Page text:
Is Intermittent Fasting Suitable For Me?
Intermittent fasting has become extremely popular over the past decade as a means to lose weight, when in fact, it has been around since the beginning of time but mostly for religious reasons. After many studies have shown a relationship between intermittent fasting and weight/fat loss, it was and still is, by many considered to be THE KEY to getting rid of the unwanted kilos/pounds.
However, just like with any diet or lifestyle change, it really depends on you, your body and your circumstances if intermittent fasting is right and will work for you. But how do you know?
First off, if you have any medical condition such as diabetes, kidney disease, heart disease, eating disorder, etc. and/or are pregnant/breastfeeding, intermittent fasting is probably not for you.
We strongly suggest you talk with your doctor first, before trying any fasting period.
Now, if the above health concerns do not apply to you and you are still debating about trying intermittent fasting, ask yourself:
Do I mostly eat at a certain time of day out of habit or social norm without even knowing or feeling if I am hungry?
Do I constantly snack on things, because at one point in time I read in a health magazine that eating many small meals during the day is healthier, speeds up your metabolism and in turn, burns fat?
Am I really willing to put in the time and effort to try something new for a few weeks to learn how my body responds to it?
If you answered yes to any of the above questions, why not give intermittent fasting a try.
The most popular intermittent fasting method in favor of weight loss is 16:8. This means, for 16 consecutive hours of the day you will only drink water, tea, maybe coffee. During the other 8 hours of the day, you can eat food. Now 16 hours seems like a long time, but if you're smart, you make sure your sleep (which is a natural fast) is part of these 16 hours ;)
By increasing the fasting window, we are decreasing the workload for the digestive system and giving it more time to rest each day. Research has shown that this can have a very strong positive effect on your metabolism as well as your immune system. It might also improve blood sugar levels, decrease cholesterol, and boost longevity.
How does it work, you wonder?
Well, shortening the time window we have for eating will often automatically impact the amount of food we eat per day, causing a lower calorie intake. And while calories tell only part of the story, if we continuously take in fewer calories than we use on a daily basis, we will in most cases lose weight. Following a 16:8 approach can also make us more aware of what we eat, which can cause us to unconsciously make healthier choices, which in turn may lead to a lower calorie intake as well. But here comes the kicker, for quite some people, just changing the eating window to 16:8 without changing the quantity and type of foods they eat, also led to some weight loss.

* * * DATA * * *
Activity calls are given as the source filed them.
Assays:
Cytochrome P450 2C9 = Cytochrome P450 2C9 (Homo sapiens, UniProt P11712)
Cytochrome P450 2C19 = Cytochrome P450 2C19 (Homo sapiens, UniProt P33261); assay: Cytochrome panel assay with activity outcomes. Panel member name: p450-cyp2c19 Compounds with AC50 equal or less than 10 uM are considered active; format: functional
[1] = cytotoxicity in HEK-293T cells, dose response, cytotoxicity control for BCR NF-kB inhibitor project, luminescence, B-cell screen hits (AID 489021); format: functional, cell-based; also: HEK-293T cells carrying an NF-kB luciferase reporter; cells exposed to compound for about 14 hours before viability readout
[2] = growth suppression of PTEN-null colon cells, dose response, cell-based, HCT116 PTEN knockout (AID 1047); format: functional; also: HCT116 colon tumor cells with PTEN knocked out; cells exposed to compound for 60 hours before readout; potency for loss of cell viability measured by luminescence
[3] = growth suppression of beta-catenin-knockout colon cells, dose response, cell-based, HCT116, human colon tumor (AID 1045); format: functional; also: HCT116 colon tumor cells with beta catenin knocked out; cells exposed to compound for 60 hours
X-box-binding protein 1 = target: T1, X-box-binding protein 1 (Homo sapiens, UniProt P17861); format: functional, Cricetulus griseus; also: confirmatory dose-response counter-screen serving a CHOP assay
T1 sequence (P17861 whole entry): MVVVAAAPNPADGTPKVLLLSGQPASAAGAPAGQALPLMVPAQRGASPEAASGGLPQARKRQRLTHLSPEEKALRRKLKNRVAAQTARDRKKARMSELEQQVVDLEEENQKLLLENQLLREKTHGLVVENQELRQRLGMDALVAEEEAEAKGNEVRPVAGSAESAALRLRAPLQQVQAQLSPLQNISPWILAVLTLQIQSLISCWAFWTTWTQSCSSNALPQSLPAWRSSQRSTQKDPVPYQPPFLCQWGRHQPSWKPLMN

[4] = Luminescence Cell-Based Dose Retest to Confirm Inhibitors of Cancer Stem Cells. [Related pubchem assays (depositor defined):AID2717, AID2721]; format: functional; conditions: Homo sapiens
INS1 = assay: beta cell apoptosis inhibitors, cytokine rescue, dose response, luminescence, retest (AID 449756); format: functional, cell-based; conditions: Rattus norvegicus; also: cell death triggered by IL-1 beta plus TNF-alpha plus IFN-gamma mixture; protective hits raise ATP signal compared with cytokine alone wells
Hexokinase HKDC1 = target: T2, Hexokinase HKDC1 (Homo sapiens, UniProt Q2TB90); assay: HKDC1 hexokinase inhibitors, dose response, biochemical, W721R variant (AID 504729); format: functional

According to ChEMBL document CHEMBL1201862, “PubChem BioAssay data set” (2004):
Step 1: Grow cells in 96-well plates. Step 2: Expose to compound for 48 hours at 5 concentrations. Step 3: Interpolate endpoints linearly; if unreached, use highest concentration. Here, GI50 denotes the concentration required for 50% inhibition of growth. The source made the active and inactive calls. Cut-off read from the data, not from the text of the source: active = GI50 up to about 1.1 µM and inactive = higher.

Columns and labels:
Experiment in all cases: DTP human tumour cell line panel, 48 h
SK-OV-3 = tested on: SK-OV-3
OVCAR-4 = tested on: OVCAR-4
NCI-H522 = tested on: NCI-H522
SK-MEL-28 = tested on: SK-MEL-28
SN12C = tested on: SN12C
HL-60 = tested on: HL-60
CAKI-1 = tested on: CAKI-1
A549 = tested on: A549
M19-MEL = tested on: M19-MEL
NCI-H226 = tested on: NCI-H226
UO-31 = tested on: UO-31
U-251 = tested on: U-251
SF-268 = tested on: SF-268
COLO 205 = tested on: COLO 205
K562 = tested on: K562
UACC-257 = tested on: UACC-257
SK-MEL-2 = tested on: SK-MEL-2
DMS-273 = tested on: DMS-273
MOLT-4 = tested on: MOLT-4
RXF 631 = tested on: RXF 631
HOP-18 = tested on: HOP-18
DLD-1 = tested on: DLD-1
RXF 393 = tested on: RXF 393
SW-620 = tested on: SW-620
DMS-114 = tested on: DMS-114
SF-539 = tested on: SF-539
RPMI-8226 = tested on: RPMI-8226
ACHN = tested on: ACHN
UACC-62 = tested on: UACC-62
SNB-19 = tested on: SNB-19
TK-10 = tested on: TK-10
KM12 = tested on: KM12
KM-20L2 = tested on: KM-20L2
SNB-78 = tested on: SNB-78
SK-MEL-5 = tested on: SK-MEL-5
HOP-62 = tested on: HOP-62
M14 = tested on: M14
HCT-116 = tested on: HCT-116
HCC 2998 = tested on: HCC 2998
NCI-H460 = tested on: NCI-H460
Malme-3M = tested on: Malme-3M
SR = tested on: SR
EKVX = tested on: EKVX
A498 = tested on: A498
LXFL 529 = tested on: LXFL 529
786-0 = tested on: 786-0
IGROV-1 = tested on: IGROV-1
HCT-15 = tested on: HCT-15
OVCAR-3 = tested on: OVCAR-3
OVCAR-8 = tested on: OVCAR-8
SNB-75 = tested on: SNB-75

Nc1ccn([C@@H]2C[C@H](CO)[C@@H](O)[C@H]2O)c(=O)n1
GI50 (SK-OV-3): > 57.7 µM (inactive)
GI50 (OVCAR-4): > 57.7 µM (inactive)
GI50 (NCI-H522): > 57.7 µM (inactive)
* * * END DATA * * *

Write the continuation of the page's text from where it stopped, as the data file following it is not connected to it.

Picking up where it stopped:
However, just because you have only 8 hours to feed your body does not mean you can eat whatever you want within those 8 hours and still achieve your weight loss goal.
To be most effective and giving your body what it needs to thrive, you still have to eat a well-balanced diet; plenty of vegetables, a bit of meat, legumes, fruits, nuts, seeds, but avoiding processed foods, refined flour and sugar.
It can take a few days or even weeks for you to notice any changes in response to intermittent fasting. If you find the changes to be positive and in line with your health goals and personal life, great! Intermittent fasting is for you.
Just to be fully transparent: Please be aware, that this type of fasting is not for everyone and in some cases can even cause weight gain. Fasting may cause your body to feel stressed and produce the stress hormone cortisol, which can lead to more cravings and fat storage due to over-eating and binge eating. Going too long without eating (typically 24+ hours) could also result in headaches, dizziness, digestive issues, mood swings, fatigue, low energy, poor sleep quality, dehydration or an unhealthy relationship with food. If you decide to try intermittent fasting and are noticing any of the previously stated side effects, please abort and consult your doctor.
So, you see, while intermittent fasting works great for many individuals, it is not for everyone. The only way to really know if it will work for you, is to try and closely monitor how you and your body respond to it over time.
Want to learn more about how we support our clients while intermittent fasting during their programs? Or do you also want to reach your optimal weight, lose excess fat, and/or simply have more energy? Then check out our programs here.
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